AIM: To evaluate the impact of the Choice on Termination of Pregnancy Act on maternal morbidity and mortality in the west of Pretoria. SETTING: Indigent South Africans managed in two public hospitals in the west of Pretoria. METHOD: Data were collected on all abortions (incomplete or induced) treated in the hospitals in the study area in 1997 - 1998 and 2003 - 2005. All cases of severe acute maternal morbidity and maternal deaths due to abortion were identified for these time periods. Data exclude referrals from outside the west of Pretoria. OUTCOME MEASURES: The case fatality rate (CFR), mortality index (MI) and maternal mortality ratio (MMR) due to abortions. RESULTS: In 1997 - 1998 there were 2 050 abortions, of which 80.2% were regarded as being incomplete, and in 2003 - 2005 there were 3 999 abortions, of which 42.8% were regarded as incomplete. Twenty-four women who were critically ill due to complications of abortion presented in 1997 - 1998 (a rate of 3.05/1 000 births), compared with 50 (2.76/1 000 births) in 2003 - 2005. There were 5 deaths in 1997 - 1998 (CFR of 2.4/1 000 abortions) compared with 1 death in 2003 - 2005 (CFR 0.25/1 000 abortions) (p = 0.01, relative risk (RR) 0.1, 95% confidence interval (CI) 0.01 - 0.89). The MI fell from 21.7% to 2.0% (p = 0.02, RR 0.1, 95% CI 0.01 - 0.89). The MMR was 63.6/100 000 births in 1997 - 1998 compared with 5.54/100 000 in 2003 - 2005 (p = 0.017, RR 0.09, 95% CI 0.01 - 0.74).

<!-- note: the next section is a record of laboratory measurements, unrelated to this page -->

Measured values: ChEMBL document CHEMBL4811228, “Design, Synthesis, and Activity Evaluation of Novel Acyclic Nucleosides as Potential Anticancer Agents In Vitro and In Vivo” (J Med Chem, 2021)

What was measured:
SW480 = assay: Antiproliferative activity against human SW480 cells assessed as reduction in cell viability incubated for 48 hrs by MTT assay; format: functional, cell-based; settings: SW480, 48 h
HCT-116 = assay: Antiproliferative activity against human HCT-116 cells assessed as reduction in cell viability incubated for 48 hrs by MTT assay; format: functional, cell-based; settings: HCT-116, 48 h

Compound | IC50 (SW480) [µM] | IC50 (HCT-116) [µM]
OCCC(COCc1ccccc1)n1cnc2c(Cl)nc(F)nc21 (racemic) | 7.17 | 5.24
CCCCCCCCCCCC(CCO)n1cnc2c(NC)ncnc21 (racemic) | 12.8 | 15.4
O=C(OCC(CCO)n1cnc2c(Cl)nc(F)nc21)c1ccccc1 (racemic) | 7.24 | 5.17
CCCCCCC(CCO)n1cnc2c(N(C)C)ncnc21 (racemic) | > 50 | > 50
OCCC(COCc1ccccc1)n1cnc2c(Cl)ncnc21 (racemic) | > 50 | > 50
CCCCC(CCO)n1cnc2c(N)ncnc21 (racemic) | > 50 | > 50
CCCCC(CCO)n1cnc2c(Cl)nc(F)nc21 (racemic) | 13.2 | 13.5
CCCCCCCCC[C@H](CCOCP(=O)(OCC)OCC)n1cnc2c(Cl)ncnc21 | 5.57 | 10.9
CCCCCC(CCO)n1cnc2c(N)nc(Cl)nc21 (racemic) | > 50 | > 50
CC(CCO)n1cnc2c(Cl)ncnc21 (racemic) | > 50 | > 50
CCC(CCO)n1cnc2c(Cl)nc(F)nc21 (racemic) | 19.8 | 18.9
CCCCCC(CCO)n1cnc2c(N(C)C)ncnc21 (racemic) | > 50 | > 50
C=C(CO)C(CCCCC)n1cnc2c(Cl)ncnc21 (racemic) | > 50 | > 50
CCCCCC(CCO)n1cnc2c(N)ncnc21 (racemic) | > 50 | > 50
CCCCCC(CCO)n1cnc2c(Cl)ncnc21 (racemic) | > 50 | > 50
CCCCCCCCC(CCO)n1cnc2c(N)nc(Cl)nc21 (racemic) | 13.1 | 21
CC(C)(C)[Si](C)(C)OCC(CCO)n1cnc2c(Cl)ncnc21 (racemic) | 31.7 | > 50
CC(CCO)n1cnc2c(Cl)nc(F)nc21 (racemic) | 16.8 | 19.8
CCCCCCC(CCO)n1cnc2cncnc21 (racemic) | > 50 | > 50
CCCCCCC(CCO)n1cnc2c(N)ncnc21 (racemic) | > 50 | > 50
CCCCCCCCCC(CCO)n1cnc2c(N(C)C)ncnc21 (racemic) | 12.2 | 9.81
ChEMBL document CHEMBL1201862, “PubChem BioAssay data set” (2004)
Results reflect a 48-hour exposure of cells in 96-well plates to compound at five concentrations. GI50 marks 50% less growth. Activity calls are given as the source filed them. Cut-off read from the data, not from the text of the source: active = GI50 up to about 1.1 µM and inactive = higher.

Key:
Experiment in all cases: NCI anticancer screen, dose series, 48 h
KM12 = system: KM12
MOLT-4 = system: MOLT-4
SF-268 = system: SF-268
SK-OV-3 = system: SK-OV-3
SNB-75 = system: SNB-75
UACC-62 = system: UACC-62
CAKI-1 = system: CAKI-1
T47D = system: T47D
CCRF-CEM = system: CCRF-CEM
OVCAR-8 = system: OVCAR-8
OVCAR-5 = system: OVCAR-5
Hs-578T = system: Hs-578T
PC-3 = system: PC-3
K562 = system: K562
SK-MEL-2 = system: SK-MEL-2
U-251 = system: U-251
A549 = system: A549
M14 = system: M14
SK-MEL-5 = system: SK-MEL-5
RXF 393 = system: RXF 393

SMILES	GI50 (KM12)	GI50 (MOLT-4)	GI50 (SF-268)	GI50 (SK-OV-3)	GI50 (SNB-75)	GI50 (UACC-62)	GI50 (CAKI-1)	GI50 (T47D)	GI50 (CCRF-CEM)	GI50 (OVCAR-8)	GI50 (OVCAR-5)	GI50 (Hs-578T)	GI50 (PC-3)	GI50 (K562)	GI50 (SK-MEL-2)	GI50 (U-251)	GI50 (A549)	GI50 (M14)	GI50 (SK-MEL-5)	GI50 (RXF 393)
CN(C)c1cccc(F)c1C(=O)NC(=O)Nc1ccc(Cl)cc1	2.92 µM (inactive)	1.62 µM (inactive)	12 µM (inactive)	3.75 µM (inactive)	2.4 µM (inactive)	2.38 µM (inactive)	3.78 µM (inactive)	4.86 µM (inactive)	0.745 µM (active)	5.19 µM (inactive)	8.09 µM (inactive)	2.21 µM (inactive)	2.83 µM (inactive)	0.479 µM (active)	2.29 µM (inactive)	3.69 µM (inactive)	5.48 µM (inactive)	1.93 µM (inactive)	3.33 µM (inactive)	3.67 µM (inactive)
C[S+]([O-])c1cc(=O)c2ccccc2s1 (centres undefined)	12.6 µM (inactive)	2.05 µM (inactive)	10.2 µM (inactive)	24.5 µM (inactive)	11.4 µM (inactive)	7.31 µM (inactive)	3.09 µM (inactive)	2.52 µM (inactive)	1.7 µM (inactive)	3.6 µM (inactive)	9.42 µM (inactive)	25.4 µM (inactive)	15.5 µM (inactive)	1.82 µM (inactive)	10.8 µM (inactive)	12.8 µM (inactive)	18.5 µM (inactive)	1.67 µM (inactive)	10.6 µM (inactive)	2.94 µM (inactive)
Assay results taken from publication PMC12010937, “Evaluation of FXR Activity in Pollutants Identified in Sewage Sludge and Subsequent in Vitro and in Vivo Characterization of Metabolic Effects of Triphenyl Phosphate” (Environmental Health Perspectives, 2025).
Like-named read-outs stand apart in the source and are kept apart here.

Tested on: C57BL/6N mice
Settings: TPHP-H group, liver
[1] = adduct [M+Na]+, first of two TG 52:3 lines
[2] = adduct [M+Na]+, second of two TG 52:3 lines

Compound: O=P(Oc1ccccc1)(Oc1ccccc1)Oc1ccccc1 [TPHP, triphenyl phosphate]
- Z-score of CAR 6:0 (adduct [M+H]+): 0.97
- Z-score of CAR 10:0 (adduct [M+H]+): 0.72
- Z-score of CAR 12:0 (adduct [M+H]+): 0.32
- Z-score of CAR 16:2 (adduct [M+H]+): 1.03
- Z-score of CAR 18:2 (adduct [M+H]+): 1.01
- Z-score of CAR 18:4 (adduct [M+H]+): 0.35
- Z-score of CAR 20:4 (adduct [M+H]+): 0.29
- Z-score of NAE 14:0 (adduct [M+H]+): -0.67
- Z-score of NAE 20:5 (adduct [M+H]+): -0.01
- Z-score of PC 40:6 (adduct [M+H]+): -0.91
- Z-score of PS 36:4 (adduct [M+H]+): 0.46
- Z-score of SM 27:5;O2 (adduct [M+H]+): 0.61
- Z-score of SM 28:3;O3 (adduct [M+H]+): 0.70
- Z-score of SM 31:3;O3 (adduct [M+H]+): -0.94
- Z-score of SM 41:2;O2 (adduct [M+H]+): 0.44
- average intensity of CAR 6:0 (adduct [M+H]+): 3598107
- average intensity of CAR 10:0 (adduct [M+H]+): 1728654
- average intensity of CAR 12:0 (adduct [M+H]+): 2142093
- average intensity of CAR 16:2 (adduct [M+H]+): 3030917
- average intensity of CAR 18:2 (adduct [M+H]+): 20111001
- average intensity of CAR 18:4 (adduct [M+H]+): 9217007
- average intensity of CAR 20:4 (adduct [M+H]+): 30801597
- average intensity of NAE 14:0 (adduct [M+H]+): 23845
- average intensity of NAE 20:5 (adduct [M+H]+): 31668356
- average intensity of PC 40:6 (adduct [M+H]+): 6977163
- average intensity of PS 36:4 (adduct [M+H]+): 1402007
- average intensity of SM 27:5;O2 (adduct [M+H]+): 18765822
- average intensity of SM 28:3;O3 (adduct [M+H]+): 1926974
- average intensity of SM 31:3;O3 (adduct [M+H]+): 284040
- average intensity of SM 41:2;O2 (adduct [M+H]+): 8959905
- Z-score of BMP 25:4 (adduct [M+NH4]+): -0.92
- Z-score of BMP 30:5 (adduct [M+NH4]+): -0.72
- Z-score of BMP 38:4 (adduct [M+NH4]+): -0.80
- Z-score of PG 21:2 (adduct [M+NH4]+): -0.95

Conclusion: The introduction of the Choice on Termination of Pregnancy Act has been associated with a massive reduction in women presenting with incomplete abortions. The prevalence of critically ill women due to complications of abortion has not changed, but the CFR, MI and MMR have declined significantly.